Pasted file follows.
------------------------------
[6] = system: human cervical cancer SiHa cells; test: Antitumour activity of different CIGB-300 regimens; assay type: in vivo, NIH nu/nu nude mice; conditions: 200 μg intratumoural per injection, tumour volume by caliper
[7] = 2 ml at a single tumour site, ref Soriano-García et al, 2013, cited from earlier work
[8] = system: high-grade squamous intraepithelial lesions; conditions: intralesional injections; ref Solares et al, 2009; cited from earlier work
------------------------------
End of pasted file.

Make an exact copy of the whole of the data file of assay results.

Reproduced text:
[6] = system: human cervical cancer SiHa cells; test: Antitumour activity of different CIGB-300 regimens; assay type: in vivo, NIH nu/nu nude mice; conditions: 200 μg intratumoural per injection, tumour volume by caliper
[7] = 2 ml at a single tumour site, ref Soriano-García et al, 2013, cited from earlier work
[8] = system: high-grade squamous intraepithelial lesions; conditions: intralesional injections; ref Solares et al, 2009; cited from earlier work